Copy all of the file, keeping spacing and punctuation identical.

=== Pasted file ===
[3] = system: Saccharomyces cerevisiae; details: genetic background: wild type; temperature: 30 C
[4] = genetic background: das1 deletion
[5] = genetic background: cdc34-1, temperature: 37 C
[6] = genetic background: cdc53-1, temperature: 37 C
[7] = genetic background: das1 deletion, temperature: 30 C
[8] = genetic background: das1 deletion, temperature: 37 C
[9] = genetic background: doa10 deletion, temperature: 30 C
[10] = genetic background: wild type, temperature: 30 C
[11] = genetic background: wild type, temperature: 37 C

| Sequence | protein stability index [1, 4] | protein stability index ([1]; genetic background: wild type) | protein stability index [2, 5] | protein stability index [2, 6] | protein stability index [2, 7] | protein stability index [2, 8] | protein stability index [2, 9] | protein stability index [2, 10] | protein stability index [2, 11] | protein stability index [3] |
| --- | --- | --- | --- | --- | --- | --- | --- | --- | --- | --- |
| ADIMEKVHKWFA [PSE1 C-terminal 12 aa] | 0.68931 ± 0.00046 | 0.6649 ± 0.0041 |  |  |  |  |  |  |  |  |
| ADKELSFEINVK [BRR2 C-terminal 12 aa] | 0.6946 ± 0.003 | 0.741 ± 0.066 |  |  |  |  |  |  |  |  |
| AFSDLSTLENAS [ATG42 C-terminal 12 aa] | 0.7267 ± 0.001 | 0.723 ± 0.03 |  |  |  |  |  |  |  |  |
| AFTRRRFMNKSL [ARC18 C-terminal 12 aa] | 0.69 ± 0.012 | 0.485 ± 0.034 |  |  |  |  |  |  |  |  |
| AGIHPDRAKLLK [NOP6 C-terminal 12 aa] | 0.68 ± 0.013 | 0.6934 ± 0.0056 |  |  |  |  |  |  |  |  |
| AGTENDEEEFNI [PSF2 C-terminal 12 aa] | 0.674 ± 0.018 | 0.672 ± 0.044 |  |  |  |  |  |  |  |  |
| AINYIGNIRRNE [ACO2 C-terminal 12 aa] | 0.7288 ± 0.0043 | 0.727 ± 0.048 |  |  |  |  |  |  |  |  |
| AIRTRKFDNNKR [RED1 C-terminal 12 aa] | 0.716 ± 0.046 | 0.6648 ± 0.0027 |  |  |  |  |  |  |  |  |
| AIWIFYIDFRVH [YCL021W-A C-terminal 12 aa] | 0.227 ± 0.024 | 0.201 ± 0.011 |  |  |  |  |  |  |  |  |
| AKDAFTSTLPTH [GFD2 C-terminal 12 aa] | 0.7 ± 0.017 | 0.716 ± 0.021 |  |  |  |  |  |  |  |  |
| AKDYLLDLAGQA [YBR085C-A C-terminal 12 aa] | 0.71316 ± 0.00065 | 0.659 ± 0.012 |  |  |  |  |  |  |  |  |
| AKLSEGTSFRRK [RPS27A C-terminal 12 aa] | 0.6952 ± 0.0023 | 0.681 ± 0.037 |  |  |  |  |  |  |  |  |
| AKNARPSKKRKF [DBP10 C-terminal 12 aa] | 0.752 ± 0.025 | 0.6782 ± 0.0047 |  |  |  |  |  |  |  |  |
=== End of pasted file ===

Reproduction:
[3] = system: Saccharomyces cerevisiae; details: genetic background: wild type; temperature: 30 C
[4] = genetic background: das1 deletion
[5] = genetic background: cdc34-1, temperature: 37 C
[6] = genetic background: cdc53-1, temperature: 37 C
[7] = genetic background: das1 deletion, temperature: 30 C
[8] = genetic background: das1 deletion, temperature: 37 C
[9] = genetic background: doa10 deletion, temperature: 30 C
[10] = genetic background: wild type, temperature: 30 C
[11] = genetic background: wild type, temperature: 37 C

| Sequence | protein stability index [1, 4] | protein stability index ([1]; genetic background: wild type) | protein stability index [2, 5] | protein stability index [2, 6] | protein stability index [2, 7] | protein stability index [2, 8] | protein stability index [2, 9] | protein stability index [2, 10] | protein stability index [2, 11] | protein stability index [3] |
| --- | --- | --- | --- | --- | --- | --- | --- | --- | --- | --- |
| ADIMEKVHKWFA [PSE1 C-terminal 12 aa] | 0.68931 ± 0.00046 | 0.6649 ± 0.0041 |  |  |  |  |  |  |  |  |
| ADKELSFEINVK [BRR2 C-terminal 12 aa] | 0.6946 ± 0.003 | 0.741 ± 0.066 |  |  |  |  |  |  |  |  |
| AFSDLSTLENAS [ATG42 C-terminal 12 aa] | 0.7267 ± 0.001 | 0.723 ± 0.03 |  |  |  |  |  |  |  |  |
| AFTRRRFMNKSL [ARC18 C-terminal 12 aa] | 0.69 ± 0.012 | 0.485 ± 0.034 |  |  |  |  |  |  |  |  |
| AGIHPDRAKLLK [NOP6 C-terminal 12 aa] | 0.68 ± 0.013 | 0.6934 ± 0.0056 |  |  |  |  |  |  |  |  |
| AGTENDEEEFNI [PSF2 C-terminal 12 aa] | 0.674 ± 0.018 | 0.672 ± 0.044 |  |  |  |  |  |  |  |  |
| AINYIGNIRRNE [ACO2 C-terminal 12 aa] | 0.7288 ± 0.0043 | 0.727 ± 0.048 |  |  |  |  |  |  |  |  |
| AIRTRKFDNNKR [RED1 C-terminal 12 aa] | 0.716 ± 0.046 | 0.6648 ± 0.0027 |  |  |  |  |  |  |  |  |
| AIWIFYIDFRVH [YCL021W-A C-terminal 12 aa] | 0.227 ± 0.024 | 0.201 ± 0.011 |  |  |  |  |  |  |  |  |
| AKDAFTSTLPTH [GFD2 C-terminal 12 aa] | 0.7 ± 0.017 | 0.716 ± 0.021 |  |  |  |  |  |  |  |  |
| AKDYLLDLAGQA [YBR085C-A C-terminal 12 aa] | 0.71316 ± 0.00065 | 0.659 ± 0.012 |  |  |  |  |  |  |  |  |
| AKLSEGTSFRRK [RPS27A C-terminal 12 aa] | 0.6952 ± 0.0023 | 0.681 ± 0.037 |  |  |  |  |  |  |  |  |
| AKNARPSKKRKF [DBP10 C-terminal 12 aa] | 0.752 ± 0.025 | 0.6782 ± 0.0047 |  |  |  |  |  |  |  |  |